Once either the information or indictment is issued, the judge may sign a warrant for the person's arrest. A warrant authorizes police to arrest a person whenever and wherever they find that person.
In most criminal prosecutions, however, the above step either does not occur or occurs in a very abbreviated manner. Most criminal prosecutions begin with an arrest or citation. A law enforcement officer may arrest a person in Nevada if she or he has probable cause to believe that person committed a crime.
Usually, this happens during the initial police involvement. For instance, if an officer pulls you over and suspects you have been drinking, he or she does not have to go back to the DA to seek an information or indictment and then have a judge sign a warrant. He or she can arrest you right there.
When arresting a person, police must read the suspect his or her Miranda rights, or "Mirandize" him or her. Miranda rights are named after the Supreme Court case that required police to read them, Miranda v. Arizona. The Miranda warning includes:
- You have the right to remain silent;
- Anything you say can and may be used against you;
- You have the right to have an attorney present before and during questioning; and
- If you cannot afford an attorney, you have the right to have one appointed.
Often, for minor offenses, like traffic violations, the police will simply issue a citation. The citation will state a time and date for the person to appear in court or instructions for how to handle the matter. These are still criminal charges, however, and the state must meet the same burden of proof for the case.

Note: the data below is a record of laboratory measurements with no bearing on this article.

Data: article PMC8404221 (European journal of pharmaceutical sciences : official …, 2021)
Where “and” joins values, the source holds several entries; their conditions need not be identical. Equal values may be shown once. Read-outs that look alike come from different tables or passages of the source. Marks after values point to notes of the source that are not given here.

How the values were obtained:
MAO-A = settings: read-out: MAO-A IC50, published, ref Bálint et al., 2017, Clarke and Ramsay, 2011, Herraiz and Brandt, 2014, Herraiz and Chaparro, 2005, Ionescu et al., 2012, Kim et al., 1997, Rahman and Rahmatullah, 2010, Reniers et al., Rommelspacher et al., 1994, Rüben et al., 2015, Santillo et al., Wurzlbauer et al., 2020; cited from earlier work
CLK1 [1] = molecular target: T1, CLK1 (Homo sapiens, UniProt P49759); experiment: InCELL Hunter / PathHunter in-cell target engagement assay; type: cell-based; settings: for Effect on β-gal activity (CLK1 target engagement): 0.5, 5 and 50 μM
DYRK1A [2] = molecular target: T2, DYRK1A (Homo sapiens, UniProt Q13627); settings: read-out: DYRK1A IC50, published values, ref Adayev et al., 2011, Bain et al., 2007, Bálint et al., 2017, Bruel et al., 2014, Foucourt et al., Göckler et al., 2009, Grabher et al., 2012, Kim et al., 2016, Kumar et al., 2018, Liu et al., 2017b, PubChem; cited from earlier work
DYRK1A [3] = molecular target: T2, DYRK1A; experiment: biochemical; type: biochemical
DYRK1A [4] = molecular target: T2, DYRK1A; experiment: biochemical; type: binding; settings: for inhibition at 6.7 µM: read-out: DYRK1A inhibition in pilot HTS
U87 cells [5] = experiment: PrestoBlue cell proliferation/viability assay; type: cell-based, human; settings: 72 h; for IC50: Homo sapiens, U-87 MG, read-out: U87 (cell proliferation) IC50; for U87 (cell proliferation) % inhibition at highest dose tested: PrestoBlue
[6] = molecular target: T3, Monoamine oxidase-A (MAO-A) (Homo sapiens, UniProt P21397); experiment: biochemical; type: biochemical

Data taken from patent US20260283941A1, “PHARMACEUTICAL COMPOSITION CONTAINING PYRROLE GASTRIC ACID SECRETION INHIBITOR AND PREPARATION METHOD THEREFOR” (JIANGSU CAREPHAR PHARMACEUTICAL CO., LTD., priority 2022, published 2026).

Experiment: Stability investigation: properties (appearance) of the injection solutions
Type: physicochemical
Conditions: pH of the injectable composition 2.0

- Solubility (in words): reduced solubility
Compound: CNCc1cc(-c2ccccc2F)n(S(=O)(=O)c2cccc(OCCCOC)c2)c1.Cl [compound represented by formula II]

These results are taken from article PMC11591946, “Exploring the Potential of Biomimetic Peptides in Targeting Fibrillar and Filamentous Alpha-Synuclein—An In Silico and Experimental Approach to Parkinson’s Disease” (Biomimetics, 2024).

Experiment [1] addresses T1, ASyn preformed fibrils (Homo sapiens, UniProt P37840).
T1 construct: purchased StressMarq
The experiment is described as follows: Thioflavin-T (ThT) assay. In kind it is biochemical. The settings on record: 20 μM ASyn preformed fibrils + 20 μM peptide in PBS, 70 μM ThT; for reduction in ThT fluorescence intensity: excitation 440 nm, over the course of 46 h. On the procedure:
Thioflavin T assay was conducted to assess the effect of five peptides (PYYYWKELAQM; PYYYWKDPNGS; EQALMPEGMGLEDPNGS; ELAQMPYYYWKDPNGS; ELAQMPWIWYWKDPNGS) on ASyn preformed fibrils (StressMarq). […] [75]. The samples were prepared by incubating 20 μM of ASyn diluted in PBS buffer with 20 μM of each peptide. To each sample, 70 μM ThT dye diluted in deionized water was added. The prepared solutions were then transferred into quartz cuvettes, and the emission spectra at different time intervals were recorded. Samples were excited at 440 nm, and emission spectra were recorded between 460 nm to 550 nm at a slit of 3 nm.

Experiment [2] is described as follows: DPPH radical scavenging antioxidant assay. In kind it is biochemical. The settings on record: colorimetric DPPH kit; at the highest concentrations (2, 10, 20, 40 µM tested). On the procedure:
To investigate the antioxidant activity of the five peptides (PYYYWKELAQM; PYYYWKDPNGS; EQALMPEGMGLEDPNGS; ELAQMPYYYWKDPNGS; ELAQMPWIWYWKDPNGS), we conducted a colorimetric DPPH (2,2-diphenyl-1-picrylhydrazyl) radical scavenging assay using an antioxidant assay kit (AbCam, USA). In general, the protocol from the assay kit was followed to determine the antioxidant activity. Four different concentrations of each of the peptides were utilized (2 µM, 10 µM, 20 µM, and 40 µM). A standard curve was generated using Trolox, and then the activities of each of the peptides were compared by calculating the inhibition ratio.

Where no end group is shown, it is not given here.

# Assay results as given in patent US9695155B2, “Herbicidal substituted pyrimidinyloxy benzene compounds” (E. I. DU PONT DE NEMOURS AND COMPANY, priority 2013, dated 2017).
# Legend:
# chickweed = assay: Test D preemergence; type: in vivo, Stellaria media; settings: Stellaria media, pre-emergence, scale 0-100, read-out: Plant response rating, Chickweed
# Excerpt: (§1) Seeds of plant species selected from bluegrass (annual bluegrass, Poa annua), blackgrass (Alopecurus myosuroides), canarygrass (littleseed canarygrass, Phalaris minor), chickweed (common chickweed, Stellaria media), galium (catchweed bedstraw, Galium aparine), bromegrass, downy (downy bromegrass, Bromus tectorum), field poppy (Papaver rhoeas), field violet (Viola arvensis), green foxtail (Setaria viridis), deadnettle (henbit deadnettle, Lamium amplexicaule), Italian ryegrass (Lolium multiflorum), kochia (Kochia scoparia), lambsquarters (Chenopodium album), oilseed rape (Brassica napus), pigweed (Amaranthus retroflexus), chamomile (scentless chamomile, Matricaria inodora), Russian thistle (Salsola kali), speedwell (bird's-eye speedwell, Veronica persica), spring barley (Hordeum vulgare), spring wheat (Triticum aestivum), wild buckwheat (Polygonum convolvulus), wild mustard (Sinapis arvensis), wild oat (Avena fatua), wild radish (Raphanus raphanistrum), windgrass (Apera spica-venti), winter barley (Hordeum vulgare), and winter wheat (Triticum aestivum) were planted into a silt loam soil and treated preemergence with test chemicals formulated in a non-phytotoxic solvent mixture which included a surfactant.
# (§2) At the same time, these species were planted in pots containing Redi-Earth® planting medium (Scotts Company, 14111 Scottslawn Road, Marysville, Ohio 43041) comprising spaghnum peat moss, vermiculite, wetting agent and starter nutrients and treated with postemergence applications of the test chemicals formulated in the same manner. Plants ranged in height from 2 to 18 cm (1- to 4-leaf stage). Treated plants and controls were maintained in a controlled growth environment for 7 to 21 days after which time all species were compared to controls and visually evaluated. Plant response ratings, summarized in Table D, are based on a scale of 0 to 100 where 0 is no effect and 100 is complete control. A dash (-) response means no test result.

The first District Court appearance a defendant usually has is the arraignment. In the arraignment, the defendant is presented with the information or indictment, and the defendant enters his or her plea. The plea may be guilty or not guilty. If the defendant pleads guilty, the criminal proceeding moves on to sentencing. If the defendant pleads guilty, the matter proceeds to trial.
Prior to a trial, there are one or more pretrial conferences where the prosecution and the defense attorneys argue over what evidence may or may not be presented at trial. The defense attorney may argue that the prosecution's evidence was illegally obtained through a violation of the defendant's Fourth Amendment rights or otherwise should not be presented in court, and should be thrown out. If critical evidence is not admissible, the charges may be dropped.
Before trial, there is voire dire of the jury, where the prosecutors and defense lawyers have the opportunity to question potential jurors to determine whether they are fit to serve. If the juror has a certain bias, cannot fulfill their legal duties, or has some kind of personal connection to the matter or the parties involved, he or she may be struck so that he or she may not serve.